Amnesty International Demands Jokowi's Promise on Human Rights

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    Indonesia's President Joko "Jokowi" Widodo delivers his state of the nation address ahead of the country's Independence Day at the parliament building in Jakarta, Aug. 16, 2018. Jokowi urged his country to embrace its founding spirit of tolerance in an annual national address just days after choosing a divisive cleric as his running mate in elections next year. AP

    TEMPO.CO, Jakarta - Human rights organization Amnesty International Indonesia demanded President Joko "Jokowi" Widodo to fulfill his promises to resolve the alleged violation of human rights in Papua. According to Amnesty International Indonesia executive director Usman Hamid, Jokowi had earlier pledged to settle the shooting incidents involving civilians in Paniai, Papua.

    "We underline one promise, one commitment delivered by President Joko Widodo following the Paniai incident that the President wants the case to be settled to prevent further incident in the future," said Usman in a plenary meeting with the House of Representative (DPR)'s Legal Commission in the Parliament Complex, Senayan, Jakarta, Wednesday, September 12, 2018.

    Usman explained that there was an alleged excessive mobilization of power and weapons from the security apparatus in Papua. Throughout January 2010 until February 2018, Amnesty International Indonesia recorded 69 cases of alleged extrajudicial killings in Papua.

    The most dominant perpetrator was the National Police (Polri) officers (34 cases), followed by Indonesia Armed Force (TNI) (23 cases), joint officers of TNI and Polri (11 cases) and Public Order Agency (Satpol PP) in one case.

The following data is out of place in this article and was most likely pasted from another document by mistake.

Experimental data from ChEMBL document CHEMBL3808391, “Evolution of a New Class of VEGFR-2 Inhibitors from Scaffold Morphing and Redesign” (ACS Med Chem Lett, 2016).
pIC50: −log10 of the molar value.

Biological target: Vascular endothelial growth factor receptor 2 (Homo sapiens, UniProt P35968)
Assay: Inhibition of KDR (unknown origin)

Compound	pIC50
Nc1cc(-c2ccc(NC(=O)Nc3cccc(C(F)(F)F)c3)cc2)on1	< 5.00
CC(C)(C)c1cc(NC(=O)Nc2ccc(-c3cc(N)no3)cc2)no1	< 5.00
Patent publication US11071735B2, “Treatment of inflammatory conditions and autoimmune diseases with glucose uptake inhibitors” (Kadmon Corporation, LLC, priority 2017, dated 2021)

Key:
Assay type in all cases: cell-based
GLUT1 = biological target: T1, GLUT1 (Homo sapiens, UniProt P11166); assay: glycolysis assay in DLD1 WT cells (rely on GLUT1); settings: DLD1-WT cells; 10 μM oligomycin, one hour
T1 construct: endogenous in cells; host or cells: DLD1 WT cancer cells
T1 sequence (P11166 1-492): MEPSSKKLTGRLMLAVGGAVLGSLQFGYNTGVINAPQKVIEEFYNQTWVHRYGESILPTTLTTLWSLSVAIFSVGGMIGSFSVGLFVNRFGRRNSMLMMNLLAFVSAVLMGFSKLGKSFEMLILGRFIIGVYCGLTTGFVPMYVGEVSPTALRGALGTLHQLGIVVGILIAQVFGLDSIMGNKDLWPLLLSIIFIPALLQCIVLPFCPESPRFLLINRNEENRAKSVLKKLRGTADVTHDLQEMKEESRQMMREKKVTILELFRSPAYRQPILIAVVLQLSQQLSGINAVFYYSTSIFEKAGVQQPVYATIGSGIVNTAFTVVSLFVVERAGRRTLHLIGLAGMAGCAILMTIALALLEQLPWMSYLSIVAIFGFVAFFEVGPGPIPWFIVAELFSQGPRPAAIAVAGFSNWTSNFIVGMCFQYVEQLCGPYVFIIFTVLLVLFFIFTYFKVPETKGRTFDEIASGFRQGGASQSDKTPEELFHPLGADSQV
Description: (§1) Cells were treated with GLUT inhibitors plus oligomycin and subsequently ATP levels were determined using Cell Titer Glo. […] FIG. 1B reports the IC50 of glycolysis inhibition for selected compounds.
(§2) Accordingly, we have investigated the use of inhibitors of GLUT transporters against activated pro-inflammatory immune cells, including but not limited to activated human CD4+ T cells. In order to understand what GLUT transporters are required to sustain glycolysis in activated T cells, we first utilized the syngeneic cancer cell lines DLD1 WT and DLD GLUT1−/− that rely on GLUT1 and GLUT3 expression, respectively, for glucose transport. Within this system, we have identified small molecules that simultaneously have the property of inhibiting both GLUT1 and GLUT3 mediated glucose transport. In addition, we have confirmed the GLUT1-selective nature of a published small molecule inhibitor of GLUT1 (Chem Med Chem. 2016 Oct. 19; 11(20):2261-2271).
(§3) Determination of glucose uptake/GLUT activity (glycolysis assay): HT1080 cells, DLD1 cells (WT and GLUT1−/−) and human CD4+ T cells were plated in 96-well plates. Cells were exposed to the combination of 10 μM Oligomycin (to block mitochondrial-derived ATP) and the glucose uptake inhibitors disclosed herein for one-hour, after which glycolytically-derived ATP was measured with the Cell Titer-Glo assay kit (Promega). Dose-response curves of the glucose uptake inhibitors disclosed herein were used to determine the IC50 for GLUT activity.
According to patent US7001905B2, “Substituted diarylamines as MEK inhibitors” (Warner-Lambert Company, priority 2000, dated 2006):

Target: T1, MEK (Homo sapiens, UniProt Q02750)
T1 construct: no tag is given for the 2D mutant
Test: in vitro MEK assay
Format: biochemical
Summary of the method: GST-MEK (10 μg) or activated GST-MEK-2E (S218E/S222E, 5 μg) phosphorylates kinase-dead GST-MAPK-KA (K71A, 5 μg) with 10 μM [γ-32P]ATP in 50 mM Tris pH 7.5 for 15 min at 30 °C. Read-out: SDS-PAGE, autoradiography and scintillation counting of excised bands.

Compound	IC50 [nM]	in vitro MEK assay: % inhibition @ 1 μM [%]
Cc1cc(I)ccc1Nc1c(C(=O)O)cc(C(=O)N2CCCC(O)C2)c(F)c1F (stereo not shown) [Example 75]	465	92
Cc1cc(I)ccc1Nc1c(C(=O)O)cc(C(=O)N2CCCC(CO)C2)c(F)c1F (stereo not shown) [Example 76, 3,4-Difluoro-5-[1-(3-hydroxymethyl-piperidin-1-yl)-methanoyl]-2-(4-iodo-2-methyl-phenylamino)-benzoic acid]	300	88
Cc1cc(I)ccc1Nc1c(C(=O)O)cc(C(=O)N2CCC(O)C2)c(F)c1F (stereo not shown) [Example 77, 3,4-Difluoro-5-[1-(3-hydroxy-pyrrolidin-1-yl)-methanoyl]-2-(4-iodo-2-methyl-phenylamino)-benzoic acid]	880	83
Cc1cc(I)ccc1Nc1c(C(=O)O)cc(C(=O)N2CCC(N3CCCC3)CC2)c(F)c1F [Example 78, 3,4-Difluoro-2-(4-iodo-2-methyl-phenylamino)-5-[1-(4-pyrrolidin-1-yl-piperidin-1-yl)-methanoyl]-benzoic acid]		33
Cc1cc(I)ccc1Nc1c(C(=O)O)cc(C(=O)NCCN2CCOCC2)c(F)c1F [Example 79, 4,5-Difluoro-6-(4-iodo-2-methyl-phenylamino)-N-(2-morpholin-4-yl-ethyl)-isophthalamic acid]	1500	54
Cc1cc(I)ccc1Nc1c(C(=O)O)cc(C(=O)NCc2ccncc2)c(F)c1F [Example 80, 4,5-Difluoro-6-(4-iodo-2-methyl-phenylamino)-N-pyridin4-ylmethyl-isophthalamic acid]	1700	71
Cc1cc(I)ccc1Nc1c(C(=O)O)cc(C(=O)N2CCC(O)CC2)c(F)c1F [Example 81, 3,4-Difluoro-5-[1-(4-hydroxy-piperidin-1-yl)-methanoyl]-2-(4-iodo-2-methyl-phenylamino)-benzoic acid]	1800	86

Usman explained a total of 25 cases were not investigated, 26 cases were studied without disclosure, and 8 cases ended customarily. "Usually, it is about certain compensations for the victim’s family," Usman said.

    According to Usman, the series of those gross facts was a proof that the government lacked independent, effective, and impartial mechanisms to cope with the civilian’s complaints concerning human rights violation performed by the security personnel.

    The former coordinator of the Commission for Missing Persons and Victims of Violence (Kontras) urged the government to create measures to resolve the human rights violation in Papua and demanded the government admit the incident and draft procedures for security officers in a bid to prevent violence in the region.

    "President Jokowi expects Papua to be a peaceful land," Usman said.

    Meanwhile, the House’s Legal Commission deputy speaker Trimedya Panjaitan pledged to question the findings issued by Amnesty International Indonesia to the National Police Chief Tito Karnavian in the upcoming session. "We will ask the police chief in the next meeting on September 24," Trimedya said.